Creators Of 'Myst' Hope For Comeback With New Fan-Funded Game
By Jessica Robinson
Chances are, if you played any computer games in the 1990s, you played a little game called Myst. The programmers behind that top-selling game were from the Northwest, and now they’re are trying to write their next chapter. Cyan, Inc., is creating a new game, and the old Myst fans are helping.
For millions of people in the ‘90s, the Myst intro was the sound of anticipation. Users moved their mouse pointer over a book and ended up on the dock of a strange island full of mysteries and puzzles. The company that built the world of Myst was in the Spokane area – and, it still is.
Rand Miller opens “the vault” in the basement of Cyan's building. He created the game with his brother.
Rand Miller: “This is a collection of I guess where Myst things go to die.”
The room is filled with memorabilia from the heyday of Myst and its hugely successful sequel Riven. But that was twenty years ago. The movement Miller expected Myst to inspire toward pensive, ambient video games – heck, in Myst, you had to read books – didn’t take off as he hoped. An expansive online version of Myst lost its financial backing and for many years it was touch and go for Cyan.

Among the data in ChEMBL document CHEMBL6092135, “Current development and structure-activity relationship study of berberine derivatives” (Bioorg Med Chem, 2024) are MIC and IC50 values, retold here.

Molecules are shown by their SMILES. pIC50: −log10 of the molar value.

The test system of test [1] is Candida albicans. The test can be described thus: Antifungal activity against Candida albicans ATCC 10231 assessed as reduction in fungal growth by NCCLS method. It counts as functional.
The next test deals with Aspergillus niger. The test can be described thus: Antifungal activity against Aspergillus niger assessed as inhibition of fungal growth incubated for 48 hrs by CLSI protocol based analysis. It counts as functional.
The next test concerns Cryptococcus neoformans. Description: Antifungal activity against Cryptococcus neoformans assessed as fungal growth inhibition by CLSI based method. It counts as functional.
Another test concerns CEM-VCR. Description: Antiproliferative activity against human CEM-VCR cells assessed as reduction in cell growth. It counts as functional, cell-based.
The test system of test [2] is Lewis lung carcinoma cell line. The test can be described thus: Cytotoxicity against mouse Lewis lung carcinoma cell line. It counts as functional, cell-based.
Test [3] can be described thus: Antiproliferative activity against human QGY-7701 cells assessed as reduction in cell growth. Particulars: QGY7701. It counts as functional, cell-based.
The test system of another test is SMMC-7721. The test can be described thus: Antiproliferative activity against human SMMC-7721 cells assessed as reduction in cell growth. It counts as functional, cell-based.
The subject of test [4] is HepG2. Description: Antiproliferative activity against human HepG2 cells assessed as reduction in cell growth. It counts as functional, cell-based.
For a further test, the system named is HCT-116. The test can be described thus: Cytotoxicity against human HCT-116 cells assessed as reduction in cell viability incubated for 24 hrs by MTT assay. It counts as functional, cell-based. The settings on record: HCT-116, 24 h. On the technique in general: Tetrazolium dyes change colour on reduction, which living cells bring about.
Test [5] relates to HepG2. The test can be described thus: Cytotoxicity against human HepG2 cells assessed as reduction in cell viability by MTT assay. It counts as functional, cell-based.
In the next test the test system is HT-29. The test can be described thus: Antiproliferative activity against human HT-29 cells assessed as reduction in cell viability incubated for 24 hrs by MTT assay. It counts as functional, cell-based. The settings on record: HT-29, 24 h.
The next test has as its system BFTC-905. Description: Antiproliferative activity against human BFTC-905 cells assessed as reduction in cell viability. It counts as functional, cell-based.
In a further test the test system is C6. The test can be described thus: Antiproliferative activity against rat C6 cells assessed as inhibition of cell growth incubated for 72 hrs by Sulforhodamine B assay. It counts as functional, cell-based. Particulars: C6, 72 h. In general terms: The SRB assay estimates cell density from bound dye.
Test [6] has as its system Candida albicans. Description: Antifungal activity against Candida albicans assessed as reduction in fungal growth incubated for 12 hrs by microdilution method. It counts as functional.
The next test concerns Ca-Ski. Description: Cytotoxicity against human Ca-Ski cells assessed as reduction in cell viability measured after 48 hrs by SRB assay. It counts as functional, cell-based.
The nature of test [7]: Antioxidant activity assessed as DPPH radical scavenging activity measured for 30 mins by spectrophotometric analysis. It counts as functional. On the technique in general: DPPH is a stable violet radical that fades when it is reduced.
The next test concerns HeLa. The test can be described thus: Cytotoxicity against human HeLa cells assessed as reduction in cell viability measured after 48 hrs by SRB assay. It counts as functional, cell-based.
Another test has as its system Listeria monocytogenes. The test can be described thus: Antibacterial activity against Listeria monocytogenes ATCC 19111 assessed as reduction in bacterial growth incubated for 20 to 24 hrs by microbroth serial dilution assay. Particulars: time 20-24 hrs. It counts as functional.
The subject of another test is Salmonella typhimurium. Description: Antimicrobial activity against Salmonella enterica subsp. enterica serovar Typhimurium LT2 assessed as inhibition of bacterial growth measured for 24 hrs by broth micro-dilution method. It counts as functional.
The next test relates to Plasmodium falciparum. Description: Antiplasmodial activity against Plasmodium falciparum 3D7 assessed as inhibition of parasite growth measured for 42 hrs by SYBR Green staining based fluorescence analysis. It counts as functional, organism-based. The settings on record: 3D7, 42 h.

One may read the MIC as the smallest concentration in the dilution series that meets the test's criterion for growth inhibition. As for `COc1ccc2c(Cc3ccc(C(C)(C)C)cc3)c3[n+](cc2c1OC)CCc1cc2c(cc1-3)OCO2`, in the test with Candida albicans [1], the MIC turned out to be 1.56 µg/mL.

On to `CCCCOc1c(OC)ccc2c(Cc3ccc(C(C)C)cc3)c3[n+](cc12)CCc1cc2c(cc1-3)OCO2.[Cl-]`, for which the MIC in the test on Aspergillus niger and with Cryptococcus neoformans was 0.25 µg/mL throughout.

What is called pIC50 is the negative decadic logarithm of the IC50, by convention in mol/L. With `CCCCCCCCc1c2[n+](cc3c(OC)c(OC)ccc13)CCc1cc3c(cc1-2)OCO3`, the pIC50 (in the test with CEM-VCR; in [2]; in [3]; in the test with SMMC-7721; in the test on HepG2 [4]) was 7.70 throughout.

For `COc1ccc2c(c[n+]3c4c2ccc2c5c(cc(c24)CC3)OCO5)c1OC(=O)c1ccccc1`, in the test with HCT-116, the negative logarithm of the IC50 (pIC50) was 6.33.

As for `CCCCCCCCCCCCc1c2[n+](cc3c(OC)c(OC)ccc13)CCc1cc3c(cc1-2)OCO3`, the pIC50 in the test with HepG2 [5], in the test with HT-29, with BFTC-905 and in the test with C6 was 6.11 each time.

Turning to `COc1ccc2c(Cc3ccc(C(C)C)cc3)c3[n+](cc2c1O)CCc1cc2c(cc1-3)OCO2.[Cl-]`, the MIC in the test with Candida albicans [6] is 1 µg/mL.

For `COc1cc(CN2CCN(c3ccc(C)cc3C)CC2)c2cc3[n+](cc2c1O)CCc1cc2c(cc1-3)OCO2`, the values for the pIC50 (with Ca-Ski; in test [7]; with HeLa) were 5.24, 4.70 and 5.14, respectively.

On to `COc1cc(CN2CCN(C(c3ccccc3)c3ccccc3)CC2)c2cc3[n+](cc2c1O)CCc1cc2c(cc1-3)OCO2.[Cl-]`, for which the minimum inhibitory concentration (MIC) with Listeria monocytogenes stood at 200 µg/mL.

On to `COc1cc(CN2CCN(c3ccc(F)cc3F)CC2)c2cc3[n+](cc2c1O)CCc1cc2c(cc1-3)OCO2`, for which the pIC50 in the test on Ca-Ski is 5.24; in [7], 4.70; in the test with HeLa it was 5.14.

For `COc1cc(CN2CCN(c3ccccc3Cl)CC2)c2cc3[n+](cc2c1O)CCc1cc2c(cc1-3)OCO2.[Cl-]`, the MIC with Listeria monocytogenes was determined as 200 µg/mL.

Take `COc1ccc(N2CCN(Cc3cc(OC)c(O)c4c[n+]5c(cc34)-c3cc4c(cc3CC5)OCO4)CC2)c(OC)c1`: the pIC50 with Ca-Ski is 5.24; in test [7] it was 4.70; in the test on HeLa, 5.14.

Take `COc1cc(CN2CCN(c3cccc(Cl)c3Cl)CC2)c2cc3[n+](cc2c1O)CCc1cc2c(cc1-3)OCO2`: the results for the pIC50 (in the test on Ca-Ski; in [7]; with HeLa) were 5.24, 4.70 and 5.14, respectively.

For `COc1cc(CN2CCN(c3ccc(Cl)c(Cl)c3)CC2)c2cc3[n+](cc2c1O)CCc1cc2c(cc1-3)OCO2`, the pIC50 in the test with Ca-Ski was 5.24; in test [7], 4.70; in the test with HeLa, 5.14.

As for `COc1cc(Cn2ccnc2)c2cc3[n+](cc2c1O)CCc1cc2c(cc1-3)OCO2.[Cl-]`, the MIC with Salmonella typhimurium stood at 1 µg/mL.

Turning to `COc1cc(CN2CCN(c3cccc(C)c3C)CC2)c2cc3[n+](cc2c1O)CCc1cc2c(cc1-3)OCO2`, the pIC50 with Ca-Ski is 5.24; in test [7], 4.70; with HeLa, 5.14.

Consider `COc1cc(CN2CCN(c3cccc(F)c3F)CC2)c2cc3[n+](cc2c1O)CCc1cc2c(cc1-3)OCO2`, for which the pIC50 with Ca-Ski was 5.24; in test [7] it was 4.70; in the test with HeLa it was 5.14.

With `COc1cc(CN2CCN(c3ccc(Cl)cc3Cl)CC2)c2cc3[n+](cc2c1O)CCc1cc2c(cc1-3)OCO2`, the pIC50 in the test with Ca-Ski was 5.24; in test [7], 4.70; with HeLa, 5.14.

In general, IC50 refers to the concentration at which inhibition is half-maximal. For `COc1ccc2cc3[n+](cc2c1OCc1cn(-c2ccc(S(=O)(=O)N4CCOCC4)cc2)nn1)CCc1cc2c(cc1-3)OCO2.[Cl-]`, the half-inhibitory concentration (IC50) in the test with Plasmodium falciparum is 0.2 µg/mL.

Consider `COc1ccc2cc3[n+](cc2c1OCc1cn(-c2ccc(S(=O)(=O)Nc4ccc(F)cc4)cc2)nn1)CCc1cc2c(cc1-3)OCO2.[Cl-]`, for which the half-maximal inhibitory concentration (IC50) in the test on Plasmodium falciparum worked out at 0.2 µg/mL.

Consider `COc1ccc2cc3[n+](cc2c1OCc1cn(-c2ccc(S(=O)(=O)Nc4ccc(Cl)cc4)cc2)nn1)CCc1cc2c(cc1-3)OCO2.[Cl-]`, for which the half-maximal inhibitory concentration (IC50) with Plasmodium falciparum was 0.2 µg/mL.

Rand Miller: “Oh yeah, we've had several big scares over the years.”
But now things are changing again. Smartphones and tablets brought simplicity back to gaming. Myst now has new life as an app. And something else exists that didn't two decades ago: crowdfunding through sites like Kickstarter. That's how Cyan is financing its new Myst-like game with a science fiction bent. It's called Obduction, spelled with an “o.”
Rand Miller: “We want to make places where you want to go to – not just to kill things or have to level up, but you actually are enticed to be in these places.”
After Miller turned to Kickstarter, the campaign for Obduction looked like it would come up shy. But it turns out, the Myst devotees are still out there. One in particular stepped in. With a single tweet, actor and Myst fan Neil Patrick Harris helped push the campaign past $1.1 million dollars, and counting.
Obduction Kickstarter Campaign
“How TV star Neil Patrick Harris helped Cyan fund its new video game, Obduction” - Pacific Northwest Inlander